We're at the dawn of a pervasive convergence of personal interactive broadband communications across a cornucopia of platforms and delivery means. This exciting convergence creates true interactive communications for users and seamless access to a wealth of information. For example, broadband set-top boxes and Internet appliances can be used to take full advantage of interactive TV, including streaming media of many forms—video, audio, voice, graphics, text, and animation.
Until now, streaming media has been confined primarily to PCs and hasn't been a rich consumer experience. PCs suffer from boot-up and crash problems. Although multimedia elements have been added to PCs, the results haven't been sparkling.
A new kind of device is required: a streaming-media gateway processor (SMGP) that allows us to take advantage of streaming media's rich repertoire of applications, including MPEG 2/4 video, text, graphics, animation, and advanced audio functions, for greater user enjoyment and satisfaction. An SMGP also extends our reach to pervasive platforms like information appliances and convergence set-top boxes. It can simultaneously capture and process multiple streams of rich media content for any display system.
An SMGP must manage many functions, such as windowing, blending, and reformatting of video, text, and animation. In performing streaming output functions, the processor also has to manage high-speed, mixed-signal functions.
Moreover, an SMGP needs flexibility. It must work independently with various system CPUs, and with proper support from operating systems, broadband interfaces, and content-access software.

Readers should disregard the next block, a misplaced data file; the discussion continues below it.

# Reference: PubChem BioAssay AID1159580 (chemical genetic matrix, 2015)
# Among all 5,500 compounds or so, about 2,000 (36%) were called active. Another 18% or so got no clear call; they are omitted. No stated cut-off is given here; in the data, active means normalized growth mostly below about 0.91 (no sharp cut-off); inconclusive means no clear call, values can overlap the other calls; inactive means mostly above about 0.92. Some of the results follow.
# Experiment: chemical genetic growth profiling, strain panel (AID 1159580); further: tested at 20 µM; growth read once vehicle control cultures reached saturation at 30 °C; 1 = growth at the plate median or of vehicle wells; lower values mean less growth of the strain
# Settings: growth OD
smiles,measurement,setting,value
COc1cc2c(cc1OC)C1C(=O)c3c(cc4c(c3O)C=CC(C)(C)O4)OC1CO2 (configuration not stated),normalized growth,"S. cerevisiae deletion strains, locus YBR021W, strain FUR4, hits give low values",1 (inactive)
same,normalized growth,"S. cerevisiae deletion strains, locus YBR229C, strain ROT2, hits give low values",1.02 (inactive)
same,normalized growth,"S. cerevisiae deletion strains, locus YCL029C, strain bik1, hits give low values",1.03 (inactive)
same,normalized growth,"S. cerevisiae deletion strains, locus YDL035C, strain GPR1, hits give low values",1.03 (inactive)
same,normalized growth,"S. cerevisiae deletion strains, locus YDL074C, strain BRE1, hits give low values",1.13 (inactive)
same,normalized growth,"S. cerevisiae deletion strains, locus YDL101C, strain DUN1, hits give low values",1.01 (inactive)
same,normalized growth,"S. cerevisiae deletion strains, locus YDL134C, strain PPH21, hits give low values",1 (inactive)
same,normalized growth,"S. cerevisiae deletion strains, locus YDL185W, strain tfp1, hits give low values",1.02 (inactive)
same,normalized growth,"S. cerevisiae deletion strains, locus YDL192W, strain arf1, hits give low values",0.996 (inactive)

To energize the communications environment described above, the SMGP will have to take on more integration. Functional blocks likely to be integrated over time will include MPEG, bus interfaces, and the host CPU. Video blocks such as multiport video capture, alpha blending, scaling, and video and graphics overlaying are necessary. Audio processing and memory management, as well as de-interlacing, digital-to-analog conversion, and digital links, are other key components. The communications side would include PCI, IDE, Ethernet, legacy I/O, and other links.
Integration improves performance, overall system cost, and time-to-market. Today, for example, an Internet appliance might include a CPU, 10 Mbytes of memory for data and packet management, system logic, a super I/O, audio and modem codecs, modems for IDE, USB and 1394, other components, and, of course, an SMGP—for a cost of $105.
Then about six months down the line, the appliance could be integrated to include just the CPU, 8 Mbytes of memory, LPC logic, audio/modem codecs, a "universal" modem, other miscellaneous components, and an SMGP for just $85. Six months later, integrating the SMGP would reduce the appliance to only 8 Mbytes of memory, LPC I/O, audio modem codecs, and a few other discrete components, and lower the cost to $70. Notice that time-to-market speeds up as integration and costs improve.
Also key to speeding up time-to-market, and enabling flexibility of content access, is the provision of software along with the SMGP. This includes a development tools and complete reference design platform.
The SMGP bridges the cost, performance, and market gap among content, transmission pipelines, interfaces, and displays. Factors influencing the success of the SMGP include a large and rapidly growing market, trendsetting customers, software and hardware strategic alliances, technology leadership, and an experienced technical and business team.